PULMICORT FLEXHALER is not a bronchodilator and should NOT be used to treat an acute asthma attack. If you are switching to PULMICORT FLEXHALER from an oral corticosteroid, follow your doctor's instructions to avoid serious health risks when you stop using oral corticosteroids. ... Read More

Understanding Asthma

Understanding Asthma

What is Asthma?

Asthma is a chronic lung disease that affects people of all ages, though it often begins in childhood.

When you have asthma, you always have inflammation or swelling in the airways of your lungs. You may not feel this inflammation, but your lungs do. It makes breathing more difficult. Uncontrolled inflammation (swelling) makes your airways more sensitive to asthma triggers like pollen, dust, and smoke.

Exposure to these asthma triggers can cause constriction (tightening) of the muscles around your airways, leading to asthma symptoms like shortness of breath, wheezing, tightness of the chest, and coughing. Asthma controller medications can help control the inflammation in your airways and help reduce your sensitivity to asthma triggers.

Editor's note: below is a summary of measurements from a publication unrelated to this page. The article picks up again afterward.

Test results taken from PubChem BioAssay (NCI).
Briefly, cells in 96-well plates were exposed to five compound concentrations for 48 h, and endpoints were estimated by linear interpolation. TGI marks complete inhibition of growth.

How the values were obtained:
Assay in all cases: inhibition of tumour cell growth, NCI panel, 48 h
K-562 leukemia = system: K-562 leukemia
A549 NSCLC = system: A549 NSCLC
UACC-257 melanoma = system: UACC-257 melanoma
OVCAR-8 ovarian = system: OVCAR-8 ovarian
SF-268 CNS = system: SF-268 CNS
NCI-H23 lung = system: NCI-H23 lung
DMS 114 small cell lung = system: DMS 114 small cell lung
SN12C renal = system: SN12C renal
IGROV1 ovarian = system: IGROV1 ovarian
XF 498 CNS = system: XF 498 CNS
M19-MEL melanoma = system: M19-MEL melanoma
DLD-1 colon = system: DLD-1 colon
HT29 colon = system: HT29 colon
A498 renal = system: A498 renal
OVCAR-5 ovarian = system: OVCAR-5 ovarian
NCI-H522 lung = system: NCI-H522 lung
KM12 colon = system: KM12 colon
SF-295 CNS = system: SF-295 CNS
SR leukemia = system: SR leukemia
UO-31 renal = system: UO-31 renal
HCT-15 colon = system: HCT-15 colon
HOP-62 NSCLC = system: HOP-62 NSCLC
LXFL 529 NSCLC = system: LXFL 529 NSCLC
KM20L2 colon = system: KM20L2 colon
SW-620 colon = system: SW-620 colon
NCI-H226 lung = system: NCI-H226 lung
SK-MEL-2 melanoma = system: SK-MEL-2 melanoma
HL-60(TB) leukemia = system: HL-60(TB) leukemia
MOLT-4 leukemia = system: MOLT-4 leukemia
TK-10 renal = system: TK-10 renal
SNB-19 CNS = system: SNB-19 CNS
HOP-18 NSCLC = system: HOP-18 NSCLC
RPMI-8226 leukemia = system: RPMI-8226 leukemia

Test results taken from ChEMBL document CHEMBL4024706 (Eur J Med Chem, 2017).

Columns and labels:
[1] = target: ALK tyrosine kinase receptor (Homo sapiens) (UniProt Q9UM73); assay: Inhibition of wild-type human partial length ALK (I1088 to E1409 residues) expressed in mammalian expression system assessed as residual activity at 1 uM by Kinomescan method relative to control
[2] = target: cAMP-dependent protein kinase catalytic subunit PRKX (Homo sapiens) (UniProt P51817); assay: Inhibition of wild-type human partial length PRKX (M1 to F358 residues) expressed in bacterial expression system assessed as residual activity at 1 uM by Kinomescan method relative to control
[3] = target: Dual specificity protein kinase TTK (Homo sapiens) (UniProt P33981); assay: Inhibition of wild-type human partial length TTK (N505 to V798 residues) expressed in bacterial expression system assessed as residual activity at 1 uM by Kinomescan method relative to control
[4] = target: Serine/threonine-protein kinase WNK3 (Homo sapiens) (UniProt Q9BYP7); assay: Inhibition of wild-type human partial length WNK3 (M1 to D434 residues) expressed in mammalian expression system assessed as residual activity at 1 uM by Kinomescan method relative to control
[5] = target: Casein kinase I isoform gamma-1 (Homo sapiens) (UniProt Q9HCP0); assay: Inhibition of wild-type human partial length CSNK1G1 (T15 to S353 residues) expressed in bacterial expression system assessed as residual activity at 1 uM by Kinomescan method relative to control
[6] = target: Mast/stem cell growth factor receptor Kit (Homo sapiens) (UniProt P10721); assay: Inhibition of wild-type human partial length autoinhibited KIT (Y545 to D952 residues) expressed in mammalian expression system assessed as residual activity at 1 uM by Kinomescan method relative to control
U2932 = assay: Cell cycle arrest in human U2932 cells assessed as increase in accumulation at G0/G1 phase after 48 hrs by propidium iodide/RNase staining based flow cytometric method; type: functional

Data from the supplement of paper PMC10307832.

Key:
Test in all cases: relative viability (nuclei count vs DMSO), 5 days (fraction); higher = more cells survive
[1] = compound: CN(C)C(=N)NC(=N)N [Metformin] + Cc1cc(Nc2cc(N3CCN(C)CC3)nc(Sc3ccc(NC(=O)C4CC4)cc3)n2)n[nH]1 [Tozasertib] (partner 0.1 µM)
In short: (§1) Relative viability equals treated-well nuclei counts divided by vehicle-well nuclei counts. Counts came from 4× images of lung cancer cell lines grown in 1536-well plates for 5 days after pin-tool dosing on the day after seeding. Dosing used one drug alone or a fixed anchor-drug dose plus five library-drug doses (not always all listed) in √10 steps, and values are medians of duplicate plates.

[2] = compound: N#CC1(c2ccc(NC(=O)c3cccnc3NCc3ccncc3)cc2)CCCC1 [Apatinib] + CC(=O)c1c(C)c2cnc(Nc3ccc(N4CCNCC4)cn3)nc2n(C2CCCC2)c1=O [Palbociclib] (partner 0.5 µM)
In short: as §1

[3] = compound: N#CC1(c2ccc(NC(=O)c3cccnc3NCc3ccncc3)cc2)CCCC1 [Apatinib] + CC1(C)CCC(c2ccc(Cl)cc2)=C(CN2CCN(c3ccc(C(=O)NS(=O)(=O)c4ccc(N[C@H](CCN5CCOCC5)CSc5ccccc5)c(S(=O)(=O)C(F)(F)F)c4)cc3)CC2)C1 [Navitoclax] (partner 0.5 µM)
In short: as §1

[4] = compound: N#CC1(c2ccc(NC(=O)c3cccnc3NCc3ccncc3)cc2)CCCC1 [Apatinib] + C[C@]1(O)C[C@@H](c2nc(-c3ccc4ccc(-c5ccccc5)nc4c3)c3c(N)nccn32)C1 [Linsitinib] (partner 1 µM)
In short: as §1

Asthma control is about managing your asthma daily so you have few or no asthma symptoms in the first place. When your asthma is under control, you can do more of the things you like to do with fewer interruptions.

Asthma Triggers

Certain activities, odors, allergens, or environmental factors can set off asthma. These are called "asthma triggers." Knowing asthma triggers and avoiding them (if possible) can help you or your child avoid an asthma attack. Get help preventing asthma symptoms

Common asthma triggers include the allergens, irritants, and other activities or conditions below. Read through the list to see if any of these triggers are in your or your child’s environment.


  • Tree/Grass/Weed Pollens
  • Foods
  • Molds
  • Animal Dander and Saliva
  • Dust mites
  • Cockroaches


  • Strong Odors/Perfumes
  • Paints or Varnishes
  • Tobacco Smoke
  • Cooking Fumes
  • Household Cleaners
  • Wood Smoke
  • Aerosol Sprays
  • Dust/Coal Dust/Chalk Dust
  • Weather Changes

Other Triggers

  • Colds or Viral Infections
  • Reflux Disease/Heartburn
  • Vigorous Activity/Exercise
  • Medications
  • Prolonged Crying or Laughing
  • Cold Air
  • Food Additives, like Sulfites

It’s important to know how to spot asthma triggers. You may also want to learn how to recognize and prevent asthma symptoms

Find Out More